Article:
CSA and Veggie News: CSA sales are going well with us reaching the half way point a month and a half after brochures went out. The downturn in the economy is definitely hitting people hard, but it seems like most folks are returning and there will be lots of new faces in the distribution room this summer. Our community is growing and it is with great pleasure that we watch this happen. We are starting up the greenhouse and will be mixing up our potting mix in the next week so that we can start planting the onions, leeks, shallots and celeriac. We are also going to be getting the big house up and running since we will soon run out of room in the little house and need more space. The big greenhouse still needs a heater and to be tightened up some before we think about putting tender baby plants in there. It also starts to move quickly from here though and spring and plowing will be upon us in just a few short weeks.

Farm products: We now have our own grass-fed beef available in our freezers at the farm. It is all natural, no hormones or antibiotics, no grain. We have also just gotten back lots of our delicious pork. The freezers are full of tasty sausages, chops, ribs and roasts. The hens they are a laying and we have dozens of eggs for sale- you won’t find them in the office, it is still too cold and they freeze so you’ll have to come up to the house if you want eggs. Maple syrup is really low but we’ll soon be boiling and the shelves will start to fill up once again in just a few short weeks. Please be patient with us as we are just waiting on the trees.

Posted 1/1/2009 1:40pm by Desiree & Jesse Robertson-DuBois.

frosty morning

It has gotten cold in the last month. Putting our hands in the water to wash vegetables for the last few weeks of CSA have been quite a challenge, but we bought some neoprene gloves for our apprentices, Jan & Ian, so they will still like us when they leave. Fences are getting built. Barns….well, not so much. There have been a few obstacles in the way of timely barn building so far this year and now we are running out of time. We may still make some progress toward the overall project before the cold, wind and (gasp!) snow hem us in, but it looks like we probably won’t see those timbers going up until spring. The pigs probably won’t notice. They love their snug shelters piled high with straw on the inside, tucked out of the wind in the trees or down in a hollow. They are certainly fat enough after a summer of veggies, earthworms, and free access sweet feed.

DSCF5196We took the CSA an extra week longer this year and are adding a special Thanksgiving distribution of whatever we have leftover. We’re very excited that we’ve been able to work out all the timing to bring this to our shareholders and hope to just keep making it better as time goes on. We’re trying some winter greens in our greenhouse over the winter to see how it all plays out. Yep. We’re going ‘Eliot’ around here. (so called for Eliot Coleman, the guru of winter harvests in the Northeast). If it works, next year we’ll offer some season extension share add-ons to our regular 20 week CSA season.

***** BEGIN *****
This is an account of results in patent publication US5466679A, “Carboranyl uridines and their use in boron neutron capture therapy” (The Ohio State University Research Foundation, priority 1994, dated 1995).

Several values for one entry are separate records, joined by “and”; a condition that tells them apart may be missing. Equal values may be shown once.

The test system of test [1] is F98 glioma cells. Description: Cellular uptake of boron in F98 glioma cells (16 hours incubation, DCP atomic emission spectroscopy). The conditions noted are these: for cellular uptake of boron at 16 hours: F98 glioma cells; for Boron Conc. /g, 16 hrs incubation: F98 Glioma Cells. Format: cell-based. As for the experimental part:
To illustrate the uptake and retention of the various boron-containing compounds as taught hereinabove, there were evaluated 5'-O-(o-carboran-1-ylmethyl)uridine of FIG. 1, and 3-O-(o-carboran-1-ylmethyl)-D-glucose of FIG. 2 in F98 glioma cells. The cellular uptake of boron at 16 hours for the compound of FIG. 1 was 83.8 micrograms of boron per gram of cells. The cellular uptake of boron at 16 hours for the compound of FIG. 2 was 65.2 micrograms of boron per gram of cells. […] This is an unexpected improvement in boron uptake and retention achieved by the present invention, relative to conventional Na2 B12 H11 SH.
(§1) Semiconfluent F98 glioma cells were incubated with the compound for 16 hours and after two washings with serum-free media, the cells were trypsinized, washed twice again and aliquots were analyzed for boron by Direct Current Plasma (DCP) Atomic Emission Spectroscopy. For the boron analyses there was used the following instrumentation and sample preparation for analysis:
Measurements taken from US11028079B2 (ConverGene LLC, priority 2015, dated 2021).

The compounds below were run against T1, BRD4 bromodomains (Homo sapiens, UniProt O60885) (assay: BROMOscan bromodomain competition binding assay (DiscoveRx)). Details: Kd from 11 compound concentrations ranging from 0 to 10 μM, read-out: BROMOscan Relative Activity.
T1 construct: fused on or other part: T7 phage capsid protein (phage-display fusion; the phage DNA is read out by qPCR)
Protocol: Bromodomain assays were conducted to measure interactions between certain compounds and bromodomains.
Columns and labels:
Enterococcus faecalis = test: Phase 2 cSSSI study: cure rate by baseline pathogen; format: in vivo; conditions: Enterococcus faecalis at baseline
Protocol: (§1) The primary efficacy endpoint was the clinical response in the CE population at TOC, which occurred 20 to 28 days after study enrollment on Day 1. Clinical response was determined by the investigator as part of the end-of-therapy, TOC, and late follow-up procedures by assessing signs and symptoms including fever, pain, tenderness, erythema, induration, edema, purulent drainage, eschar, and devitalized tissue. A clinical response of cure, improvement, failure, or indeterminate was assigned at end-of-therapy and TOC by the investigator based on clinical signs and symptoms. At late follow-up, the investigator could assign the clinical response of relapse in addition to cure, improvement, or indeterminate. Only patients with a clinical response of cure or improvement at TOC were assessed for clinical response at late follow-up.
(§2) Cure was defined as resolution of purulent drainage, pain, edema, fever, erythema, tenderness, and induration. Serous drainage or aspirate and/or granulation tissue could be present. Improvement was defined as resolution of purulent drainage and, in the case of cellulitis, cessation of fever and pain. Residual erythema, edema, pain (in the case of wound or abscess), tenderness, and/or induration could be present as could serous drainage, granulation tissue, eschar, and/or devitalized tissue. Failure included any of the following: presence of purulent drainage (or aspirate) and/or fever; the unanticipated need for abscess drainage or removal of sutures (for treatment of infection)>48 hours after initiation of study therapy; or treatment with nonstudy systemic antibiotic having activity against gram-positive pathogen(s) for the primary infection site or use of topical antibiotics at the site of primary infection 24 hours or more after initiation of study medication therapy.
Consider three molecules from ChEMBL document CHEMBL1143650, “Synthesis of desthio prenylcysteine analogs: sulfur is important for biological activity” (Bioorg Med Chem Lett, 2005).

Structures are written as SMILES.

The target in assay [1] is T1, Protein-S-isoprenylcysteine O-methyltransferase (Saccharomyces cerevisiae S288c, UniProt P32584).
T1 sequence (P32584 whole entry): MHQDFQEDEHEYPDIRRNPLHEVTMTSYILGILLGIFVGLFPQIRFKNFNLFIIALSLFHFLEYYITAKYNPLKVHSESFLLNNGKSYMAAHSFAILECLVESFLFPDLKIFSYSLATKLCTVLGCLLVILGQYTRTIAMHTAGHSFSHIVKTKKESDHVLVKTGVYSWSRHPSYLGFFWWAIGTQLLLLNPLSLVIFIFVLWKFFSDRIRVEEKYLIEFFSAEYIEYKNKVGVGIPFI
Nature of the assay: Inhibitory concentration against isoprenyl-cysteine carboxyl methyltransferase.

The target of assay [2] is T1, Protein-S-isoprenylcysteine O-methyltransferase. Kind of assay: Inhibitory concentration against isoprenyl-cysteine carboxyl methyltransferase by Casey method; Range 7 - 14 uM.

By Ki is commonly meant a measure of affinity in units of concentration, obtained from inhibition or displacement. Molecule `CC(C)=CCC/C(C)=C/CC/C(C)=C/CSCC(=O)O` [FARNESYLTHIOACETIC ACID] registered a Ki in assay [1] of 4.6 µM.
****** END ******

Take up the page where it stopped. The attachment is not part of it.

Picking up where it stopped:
We are starting our Meat CSA in November for all of you in cyberspace that don’t know about it yet. We are offering 10# increments of Pork or Beef or a Combo for now (we’ll add lamb next fall). Call or email the farm for details. Pick-ups are the first or third Saturday of every month with all our other farm products being available for sale on those days as well (a mini-farm store with eggs, yogurt, breads, maple syrup and jams, etc.).

frothevasunsetAnimal News:

We had our calves born in the last few months since we’ve written. Plus two litters of piglets born on pasture to first time mommas, Tulip and Lily. Tulip produced a litter of seven of the cutest piglets we’ve ever had, including three all black (they look like the infamous Berkshire pigs that are all the fashion in meat these days), three spotted with red guard hairs and one lone all pink. All of Lily’s brood are as pink and spotless as they could come. We still can’t figure out the genetics on these guys. In any case, they are getting bigger now and are running around like mad making trouble hither and yon around the fields. Their fence has never been all that ‘hot’ so they have decided that a little shock is worth it for the adventures that lie beyond. Thank goodness for tolerant and level headed horses. They no longer even acknowledge the little squealing rugrats that are milling about in their pastures even when they are right underneath them. The piglets love horse poo. warm. oh well. The sheep were not quite so thrilled to find them in their paddock as the sheep moved through, but except for a few frayed nerves and one final, ‘i’ve had it, i’m leaving’ from the flock (which took escapeesthem further away and out of the range of piglet mania) everyone was fine. All of our animals are currently either moving through or are on the same large field and it has been really interesting to see the interactions between all the species. What is most fascinating is that the coyotes, who were singing and eating a chicken nightly have largely vanished from this field as soon as the cattle came in. That doesn’t mean that the cattle haven’t been making nuisances of themselves with the chickens- getting into their fence, eating their grain, occaisionally cornering one poor bird and chasing it in a gang from one end of the field to the other. Luckily no one has gotten hurt in any of this mischievousness, only stressed out and harried.

Interspecies grazing is certainly something that we’ve been considering, we were just sort of hoping it would be a little more controlled. C’est la vie.